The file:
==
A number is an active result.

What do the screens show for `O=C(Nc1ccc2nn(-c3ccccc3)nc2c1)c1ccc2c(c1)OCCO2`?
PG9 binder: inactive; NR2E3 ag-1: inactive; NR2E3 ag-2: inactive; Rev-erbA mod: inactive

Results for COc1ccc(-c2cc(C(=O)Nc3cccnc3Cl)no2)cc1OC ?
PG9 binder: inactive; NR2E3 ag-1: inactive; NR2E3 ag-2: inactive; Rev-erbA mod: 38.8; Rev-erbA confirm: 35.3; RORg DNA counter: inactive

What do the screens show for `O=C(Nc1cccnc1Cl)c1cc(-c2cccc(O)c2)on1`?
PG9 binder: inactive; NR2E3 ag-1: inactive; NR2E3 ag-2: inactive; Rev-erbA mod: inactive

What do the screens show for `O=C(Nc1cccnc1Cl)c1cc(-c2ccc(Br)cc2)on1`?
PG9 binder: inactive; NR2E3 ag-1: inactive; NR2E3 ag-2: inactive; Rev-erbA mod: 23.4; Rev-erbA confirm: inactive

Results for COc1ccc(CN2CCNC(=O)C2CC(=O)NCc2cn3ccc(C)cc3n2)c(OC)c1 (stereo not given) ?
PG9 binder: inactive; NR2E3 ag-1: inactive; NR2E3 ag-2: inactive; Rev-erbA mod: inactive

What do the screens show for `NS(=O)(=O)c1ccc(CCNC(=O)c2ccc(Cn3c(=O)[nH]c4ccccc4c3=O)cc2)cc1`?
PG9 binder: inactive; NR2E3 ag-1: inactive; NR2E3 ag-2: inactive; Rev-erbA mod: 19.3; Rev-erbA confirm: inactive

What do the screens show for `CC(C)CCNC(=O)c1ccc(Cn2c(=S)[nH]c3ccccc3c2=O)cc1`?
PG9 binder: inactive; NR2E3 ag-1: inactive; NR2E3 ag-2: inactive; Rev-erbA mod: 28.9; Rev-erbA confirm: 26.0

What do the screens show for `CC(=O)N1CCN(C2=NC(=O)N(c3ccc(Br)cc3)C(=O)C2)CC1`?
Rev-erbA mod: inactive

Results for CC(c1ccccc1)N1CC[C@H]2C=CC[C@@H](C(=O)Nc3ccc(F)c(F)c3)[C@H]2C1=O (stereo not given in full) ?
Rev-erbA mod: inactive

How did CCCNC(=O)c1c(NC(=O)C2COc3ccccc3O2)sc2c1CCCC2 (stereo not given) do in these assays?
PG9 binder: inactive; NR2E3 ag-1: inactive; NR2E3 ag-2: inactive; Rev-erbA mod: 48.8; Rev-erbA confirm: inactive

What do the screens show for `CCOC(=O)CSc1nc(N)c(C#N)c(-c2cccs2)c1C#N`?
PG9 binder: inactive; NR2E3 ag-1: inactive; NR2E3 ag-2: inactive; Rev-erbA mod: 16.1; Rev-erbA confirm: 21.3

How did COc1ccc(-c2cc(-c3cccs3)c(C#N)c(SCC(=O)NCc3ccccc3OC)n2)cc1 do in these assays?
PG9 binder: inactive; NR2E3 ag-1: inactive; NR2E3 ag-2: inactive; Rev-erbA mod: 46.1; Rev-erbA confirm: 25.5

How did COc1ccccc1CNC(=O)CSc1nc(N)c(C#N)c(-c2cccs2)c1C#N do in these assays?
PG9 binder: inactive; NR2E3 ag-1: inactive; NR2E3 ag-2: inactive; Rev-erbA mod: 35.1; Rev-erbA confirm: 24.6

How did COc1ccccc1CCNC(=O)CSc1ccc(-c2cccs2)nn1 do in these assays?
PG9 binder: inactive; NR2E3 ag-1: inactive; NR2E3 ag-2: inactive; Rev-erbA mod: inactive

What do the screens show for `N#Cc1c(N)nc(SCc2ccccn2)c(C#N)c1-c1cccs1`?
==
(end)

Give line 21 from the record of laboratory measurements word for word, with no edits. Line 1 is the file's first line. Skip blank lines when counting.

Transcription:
PG9 binder: inactive; NR2E3 ag-1: inactive; NR2E3 ag-2: inactive; Rev-erbA mod: 48.8; Rev-erbA confirm: inactive